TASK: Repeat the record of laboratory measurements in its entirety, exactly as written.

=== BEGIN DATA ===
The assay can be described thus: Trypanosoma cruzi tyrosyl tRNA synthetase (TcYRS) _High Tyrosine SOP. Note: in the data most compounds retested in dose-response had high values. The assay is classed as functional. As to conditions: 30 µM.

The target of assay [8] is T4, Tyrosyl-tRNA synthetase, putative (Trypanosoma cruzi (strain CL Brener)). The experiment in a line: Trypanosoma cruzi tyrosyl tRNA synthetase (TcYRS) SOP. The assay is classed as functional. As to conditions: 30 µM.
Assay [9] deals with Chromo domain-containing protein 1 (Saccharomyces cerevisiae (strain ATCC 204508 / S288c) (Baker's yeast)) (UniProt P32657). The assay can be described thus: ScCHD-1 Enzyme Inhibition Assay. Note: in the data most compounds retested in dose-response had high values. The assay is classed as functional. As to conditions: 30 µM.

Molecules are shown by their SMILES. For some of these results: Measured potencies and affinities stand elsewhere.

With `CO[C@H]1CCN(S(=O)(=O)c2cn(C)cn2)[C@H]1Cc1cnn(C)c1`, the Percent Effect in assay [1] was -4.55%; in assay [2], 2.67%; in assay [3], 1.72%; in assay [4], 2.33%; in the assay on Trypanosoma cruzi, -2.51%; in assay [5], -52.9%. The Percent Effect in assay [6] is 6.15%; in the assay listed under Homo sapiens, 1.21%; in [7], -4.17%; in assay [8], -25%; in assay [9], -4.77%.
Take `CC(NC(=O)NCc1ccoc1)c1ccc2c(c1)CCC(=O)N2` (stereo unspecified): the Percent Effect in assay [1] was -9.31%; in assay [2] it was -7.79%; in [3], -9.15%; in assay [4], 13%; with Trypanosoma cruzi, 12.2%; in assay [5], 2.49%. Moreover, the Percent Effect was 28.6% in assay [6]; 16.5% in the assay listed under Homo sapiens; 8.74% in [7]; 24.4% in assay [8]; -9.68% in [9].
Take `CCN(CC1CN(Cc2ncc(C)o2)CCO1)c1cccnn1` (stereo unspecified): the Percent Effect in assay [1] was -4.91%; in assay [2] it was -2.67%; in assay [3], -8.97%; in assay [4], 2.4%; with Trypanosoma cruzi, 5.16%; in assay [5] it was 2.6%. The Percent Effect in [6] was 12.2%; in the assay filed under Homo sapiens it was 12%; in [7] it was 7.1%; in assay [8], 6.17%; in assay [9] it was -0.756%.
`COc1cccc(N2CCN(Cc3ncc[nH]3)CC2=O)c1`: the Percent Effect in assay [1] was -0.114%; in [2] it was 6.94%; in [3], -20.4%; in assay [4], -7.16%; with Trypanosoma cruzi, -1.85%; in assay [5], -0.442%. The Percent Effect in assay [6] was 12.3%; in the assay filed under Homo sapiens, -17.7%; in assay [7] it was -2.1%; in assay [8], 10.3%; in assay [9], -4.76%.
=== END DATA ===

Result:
The assay can be described thus: Trypanosoma cruzi tyrosyl tRNA synthetase (TcYRS) _High Tyrosine SOP. Note: in the data most compounds retested in dose-response had high values. The assay is classed as functional. As to conditions: 30 µM.

The target of assay [8] is T4, Tyrosyl-tRNA synthetase, putative (Trypanosoma cruzi (strain CL Brener)). The experiment in a line: Trypanosoma cruzi tyrosyl tRNA synthetase (TcYRS) SOP. The assay is classed as functional. As to conditions: 30 µM.
Assay [9] deals with Chromo domain-containing protein 1 (Saccharomyces cerevisiae (strain ATCC 204508 / S288c) (Baker's yeast)) (UniProt P32657). The assay can be described thus: ScCHD-1 Enzyme Inhibition Assay. Note: in the data most compounds retested in dose-response had high values. The assay is classed as functional. As to conditions: 30 µM.

Molecules are shown by their SMILES. For some of these results: Measured potencies and affinities stand elsewhere.

With `CO[C@H]1CCN(S(=O)(=O)c2cn(C)cn2)[C@H]1Cc1cnn(C)c1`, the Percent Effect in assay [1] was -4.55%; in assay [2], 2.67%; in assay [3], 1.72%; in assay [4], 2.33%; in the assay on Trypanosoma cruzi, -2.51%; in assay [5], -52.9%. The Percent Effect in assay [6] is 6.15%; in the assay listed under Homo sapiens, 1.21%; in [7], -4.17%; in assay [8], -25%; in assay [9], -4.77%.
Take `CC(NC(=O)NCc1ccoc1)c1ccc2c(c1)CCC(=O)N2` (stereo unspecified): the Percent Effect in assay [1] was -9.31%; in assay [2] it was -7.79%; in [3], -9.15%; in assay [4], 13%; with Trypanosoma cruzi, 12.2%; in assay [5], 2.49%. Moreover, the Percent Effect was 28.6% in assay [6]; 16.5% in the assay listed under Homo sapiens; 8.74% in [7]; 24.4% in assay [8]; -9.68% in [9].
Take `CCN(CC1CN(Cc2ncc(C)o2)CCO1)c1cccnn1` (stereo unspecified): the Percent Effect in assay [1] was -4.91%; in assay [2] it was -2.67%; in assay [3], -8.97%; in assay [4], 2.4%; with Trypanosoma cruzi, 5.16%; in assay [5] it was 2.6%. The Percent Effect in [6] was 12.2%; in the assay filed under Homo sapiens it was 12%; in [7] it was 7.1%; in assay [8], 6.17%; in assay [9] it was -0.756%.
`COc1cccc(N2CCN(Cc3ncc[nH]3)CC2=O)c1`: the Percent Effect in assay [1] was -0.114%; in [2] it was 6.94%; in [3], -20.4%; in assay [4], -7.16%; with Trypanosoma cruzi, -1.85%; in assay [5], -0.442%. The Percent Effect in assay [6] was 12.3%; in the assay filed under Homo sapiens, -17.7%; in assay [7] it was -2.1%; in assay [8], 10.3%; in assay [9], -4.76%.